One of my resolutions this year was to be more intentional about reading. I spent the school year commuting more than an hour to work and back, so I had a lot of drive time. I decided to use this to listen to books, which became a wonderful part of my day. I no longer dreaded the quiet rides, or the time flipping between boring radio stations. I was consuming books like crazy!
One book that stuck out to me was Strong and Kind by Korie Robertson. Korie is the wife of the Willie Robertson, of Duck Dynasty fame. I must admit that, although I have laughed through a few of those silly reality shows, I wasn’t a fan. So it wasn’t her fame that drew me to this book, it was the topic. She writes about how to raise kids of character. Now that got my attention.
As a mom of two young girls and an elementary schoolteacher, I have been rolling the idea of character around in my mind for a long time. I want my kids to have character; that is, I want them to be kind, patient, honest, selfless, compassionate, brave, loving, strong, determined, and all those wonderful traits that we aspire to instill into our kids. I have seen hundreds of students go through my class and even in the young kindergarten grade, it is evident which kids have been taught some of these basic principles, and which have not. These traits do not simply just happen. Kids need specific training and teaching.
Korie writes that when she was a young mom, she went to a Bible study and the topic of the study was character in kids. She was asked, “If you could pick the most important two character traits to instill into your kids, what would they be?” After much thought and prayer she settled on “strong” and “kind.” She poses the question to her readers: “What would be your two traits?”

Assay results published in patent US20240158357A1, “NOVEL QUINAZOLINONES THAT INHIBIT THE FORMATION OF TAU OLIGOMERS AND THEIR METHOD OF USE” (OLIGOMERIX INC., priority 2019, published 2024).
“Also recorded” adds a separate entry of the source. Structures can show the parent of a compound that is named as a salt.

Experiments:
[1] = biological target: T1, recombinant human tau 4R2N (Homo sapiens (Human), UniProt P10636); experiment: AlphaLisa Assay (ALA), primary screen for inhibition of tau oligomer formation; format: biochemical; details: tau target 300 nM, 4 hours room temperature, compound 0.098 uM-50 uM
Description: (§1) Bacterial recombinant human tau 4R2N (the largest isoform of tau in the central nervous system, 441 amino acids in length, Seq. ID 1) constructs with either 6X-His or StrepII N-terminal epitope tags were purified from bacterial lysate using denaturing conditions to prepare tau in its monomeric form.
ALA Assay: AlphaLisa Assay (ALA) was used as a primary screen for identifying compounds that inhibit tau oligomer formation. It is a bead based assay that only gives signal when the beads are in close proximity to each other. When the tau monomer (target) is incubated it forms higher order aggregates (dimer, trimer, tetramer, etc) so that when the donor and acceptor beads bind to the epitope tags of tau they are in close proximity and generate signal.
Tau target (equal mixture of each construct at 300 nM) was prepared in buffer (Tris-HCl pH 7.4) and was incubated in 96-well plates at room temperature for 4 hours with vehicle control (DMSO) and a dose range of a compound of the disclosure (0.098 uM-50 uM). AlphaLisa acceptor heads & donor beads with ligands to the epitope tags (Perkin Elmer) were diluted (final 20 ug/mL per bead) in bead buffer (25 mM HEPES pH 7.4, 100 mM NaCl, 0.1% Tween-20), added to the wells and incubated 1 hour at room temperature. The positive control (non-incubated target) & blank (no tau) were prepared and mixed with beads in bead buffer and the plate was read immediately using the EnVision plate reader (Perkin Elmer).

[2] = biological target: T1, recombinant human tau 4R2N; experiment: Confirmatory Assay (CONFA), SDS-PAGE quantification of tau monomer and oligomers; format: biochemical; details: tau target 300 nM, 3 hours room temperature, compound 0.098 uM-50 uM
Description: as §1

As I read this book (actually listened to it!), I found myself struggling with this question myself. There are so many traits I want my children to embody, both as a Christian and as a member of society. I want my kids to possess ALL of the fruits of the spirit, as listed in Galatians: love, joy, peace, patience, kindness, goodness, faithfulness, and self-control. I want them to be honest and loyal. I want them to be compassionate and caring. How in the world could I narrow it down to two?
So I considered my family’s dynamic and the personality of my girls. I thought through situations that I anticipate them encountering. I still have been wrestling with this question, but I think I have come down to these: brave and compassionate.
They are similar to the two she chose, but different variations. I think my girls will need to be brave. They need to be brave to try new things, to stand up for themselves, to have confidence in themselves, and to defend their faith.
I also chose compassionate. I think compassionate goes beyond kindness, because it is inherently connected to action. I want my kids to not only feel empathy to those in need, but to do something about it. Selflessness, another trait I considered, is built into compassion. You cannot be compassionate and selfish.
The book was totally a breath of fresh air. I loved it and actually wished it would have been longer! I encourage you to decide, even if you don’t read this book, what traits are valued in your family. I will leave you with a beautiful quote from her book.
“After being a parent for twenty years, I have come to believe that the most important thing for parents to decide—more important than bottle or breastfeeding, more important than co-sleeping or sleep training, and even more important than whether to put your child in day care or become a stay-at-home parent—is what values are important to your family and how you will go about instilling those values in your children.”
What are YOU reading now?